Failure to Renew Domain Disrupts E-Mail at Post
by Jonathan Krim
E-mail communication to and from The Washington Post was disrupted yesterday after its washpost.com Internet address was shut down because the company failed to renew its 5 annual registration.
The outage did not affect the ability of readers around the world to read the Post's news Web site, which resides at a separate "domain," washingtonpost.com. But the newspaper's journalists and other employees, who rely on e-mail for communication with sources, advertisers and other clients, were without it for part of the day after washpost.com was shut down.
The newspaper explained the problem to readers today in a note published on Page A2. According to a separate prepared statement, the newspaper "inadvertently allowed the washpost.com domain to expire. External e-mail was disrupted for hours. The domain name was immediately renewed."
Frustrated employees, who also lost some other internal Internet-based functions, were told that renewal notices from Herndon-based Network Solutions Inc., which registers domain names, went to a "drop box" that was not monitored.
The problem was discovered early Thursday morning when the paper's Baghdad bureau chief, Rajiv Chandrasekaran, was unable to get onto the Post's internal messaging system. E-mail sent to the Post bounced back to the senders, with a notification that the domain no longer existed.
W.G. Champion Mitchell, chief executive of Network Solutions, said that in the past six months the Post was sent "no less than seven" notifications that the registration was about to expire, most of them by e-mail. A manager in the newspaper's technology division is listed as the contact for the account.
The domain expired on Jan. 29, but firms are given a grace period of six days, during which they are sent final warning notices, Mitchell said.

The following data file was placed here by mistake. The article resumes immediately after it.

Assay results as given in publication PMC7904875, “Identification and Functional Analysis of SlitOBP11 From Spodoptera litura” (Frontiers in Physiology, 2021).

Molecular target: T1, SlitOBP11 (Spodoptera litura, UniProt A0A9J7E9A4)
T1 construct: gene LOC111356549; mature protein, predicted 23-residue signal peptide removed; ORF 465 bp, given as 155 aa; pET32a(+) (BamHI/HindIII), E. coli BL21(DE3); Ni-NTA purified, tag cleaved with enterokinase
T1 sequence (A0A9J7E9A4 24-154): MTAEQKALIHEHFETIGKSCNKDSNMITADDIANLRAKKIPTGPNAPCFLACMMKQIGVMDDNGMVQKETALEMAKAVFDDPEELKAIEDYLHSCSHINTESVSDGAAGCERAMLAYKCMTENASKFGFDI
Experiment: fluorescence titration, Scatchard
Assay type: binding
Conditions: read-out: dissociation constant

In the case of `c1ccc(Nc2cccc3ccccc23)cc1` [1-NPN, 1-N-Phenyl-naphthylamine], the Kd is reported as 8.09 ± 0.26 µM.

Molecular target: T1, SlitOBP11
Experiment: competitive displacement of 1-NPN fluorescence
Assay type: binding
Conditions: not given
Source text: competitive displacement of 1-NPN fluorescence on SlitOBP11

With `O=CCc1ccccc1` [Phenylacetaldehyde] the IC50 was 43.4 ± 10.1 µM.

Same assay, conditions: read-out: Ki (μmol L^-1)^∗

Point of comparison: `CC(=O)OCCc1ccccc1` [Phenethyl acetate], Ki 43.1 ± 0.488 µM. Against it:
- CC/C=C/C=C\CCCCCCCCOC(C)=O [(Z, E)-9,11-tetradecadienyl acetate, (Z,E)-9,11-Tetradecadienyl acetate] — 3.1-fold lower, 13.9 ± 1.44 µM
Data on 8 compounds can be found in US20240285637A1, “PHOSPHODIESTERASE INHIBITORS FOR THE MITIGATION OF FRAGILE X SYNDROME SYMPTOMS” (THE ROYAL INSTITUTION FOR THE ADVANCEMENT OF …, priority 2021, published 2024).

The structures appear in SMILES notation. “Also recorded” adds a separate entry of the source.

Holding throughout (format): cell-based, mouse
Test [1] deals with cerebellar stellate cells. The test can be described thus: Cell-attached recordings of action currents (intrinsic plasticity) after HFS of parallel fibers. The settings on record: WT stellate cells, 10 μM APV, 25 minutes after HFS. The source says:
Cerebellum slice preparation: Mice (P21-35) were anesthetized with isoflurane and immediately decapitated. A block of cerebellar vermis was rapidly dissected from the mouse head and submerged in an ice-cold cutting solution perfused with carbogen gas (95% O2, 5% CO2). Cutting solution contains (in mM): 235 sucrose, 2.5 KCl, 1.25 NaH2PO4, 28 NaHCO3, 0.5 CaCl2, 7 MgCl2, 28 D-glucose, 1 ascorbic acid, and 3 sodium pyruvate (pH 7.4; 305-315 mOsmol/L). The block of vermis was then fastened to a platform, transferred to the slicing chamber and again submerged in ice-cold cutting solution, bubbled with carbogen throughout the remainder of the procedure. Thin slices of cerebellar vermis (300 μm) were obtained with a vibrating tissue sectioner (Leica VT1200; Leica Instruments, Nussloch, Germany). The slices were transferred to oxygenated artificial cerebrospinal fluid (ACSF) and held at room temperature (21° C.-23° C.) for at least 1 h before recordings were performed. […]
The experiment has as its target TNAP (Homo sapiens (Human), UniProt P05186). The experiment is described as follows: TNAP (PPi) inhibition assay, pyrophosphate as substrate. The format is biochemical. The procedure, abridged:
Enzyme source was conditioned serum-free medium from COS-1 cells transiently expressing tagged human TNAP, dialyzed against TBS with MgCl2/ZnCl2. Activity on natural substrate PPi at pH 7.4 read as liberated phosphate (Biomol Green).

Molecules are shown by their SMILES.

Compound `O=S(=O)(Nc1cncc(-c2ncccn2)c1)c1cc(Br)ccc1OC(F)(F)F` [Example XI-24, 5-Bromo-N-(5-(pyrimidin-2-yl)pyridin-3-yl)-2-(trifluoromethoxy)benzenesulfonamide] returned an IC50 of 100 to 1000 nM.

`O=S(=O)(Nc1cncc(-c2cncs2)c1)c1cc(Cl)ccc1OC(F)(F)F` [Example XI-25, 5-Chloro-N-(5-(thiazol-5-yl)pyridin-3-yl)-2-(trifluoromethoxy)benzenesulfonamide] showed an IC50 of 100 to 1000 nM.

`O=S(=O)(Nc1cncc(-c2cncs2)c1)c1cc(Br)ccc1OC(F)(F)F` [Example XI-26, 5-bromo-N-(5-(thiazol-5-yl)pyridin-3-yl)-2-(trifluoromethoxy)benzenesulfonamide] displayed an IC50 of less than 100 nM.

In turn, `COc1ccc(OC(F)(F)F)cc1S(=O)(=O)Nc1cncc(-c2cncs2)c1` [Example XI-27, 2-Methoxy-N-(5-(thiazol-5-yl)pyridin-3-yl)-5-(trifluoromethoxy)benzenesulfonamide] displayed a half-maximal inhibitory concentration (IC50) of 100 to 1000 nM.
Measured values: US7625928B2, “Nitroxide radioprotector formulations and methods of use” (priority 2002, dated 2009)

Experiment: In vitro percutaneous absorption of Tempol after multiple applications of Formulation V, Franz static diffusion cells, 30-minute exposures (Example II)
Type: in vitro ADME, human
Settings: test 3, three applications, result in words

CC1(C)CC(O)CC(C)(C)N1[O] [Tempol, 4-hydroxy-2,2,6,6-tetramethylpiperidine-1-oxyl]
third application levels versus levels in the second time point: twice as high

Network Solutions' policy, he said, is to begin sending notices 330 days before expiration. He said the Post would have been sent at least two notices via physical mail, when the e-mail notices did not get a response. Clients can also manage their accounts and renew registrations online, Mitchell said. Renewals can be for up to 10 years.
Mitchell said that it is not uncommon for a registration to accidentally go unpaid, like household bills that are sometimes misplaced or forgotten. However, he said, that is generally not a problem with domains bearing names of large companies such as the Post. "Big names like you generally have pretty well-organized [information technology] departments," he said.
Mitchell said the process of notification and termination is automated. It would be impractical, he said, for a company that manages 7.9 million domains to call a customer who did not respond to multiple expiration warnings.
When a domain is turned off, it can take as long as two days for the firm's affected operations to return to normal. Twice a day, a list of active domains is sent across the world's networks and to the servers that route e-mail. It can take up to 48 hours for a restored domain to reach all of those points.
But allowing domains to expire poses greater risks for some who let them slip. Entrepreneurs are constantly trolling for unused or soon-to-expire domains that they try to snap up, often to sell to other businesses that might want them.
Software packages are available to automate the process for do-it-yourselfers. Network Solutions contracts with a company that performs the service. A domain cannot be transferred until 45 days after it expires, and prospective owners must be sure that their use of the domain name would not violate another firm's trademarks.
In a previously well-publicized case, Microsoft Corp. neglected to renew its passport.com domain in 1999. The company was rescued by a quick-thinking computer user who noticed it and ponied up the renewal fee himself.
The domain was vital to Microsoft because it was used to verify users of its Hotmail e-mail service.
The Internet Corporation for Assigned Names and Numbers, which oversees the domain registry system, is working on a wait-list service for domain names, Mitchell said.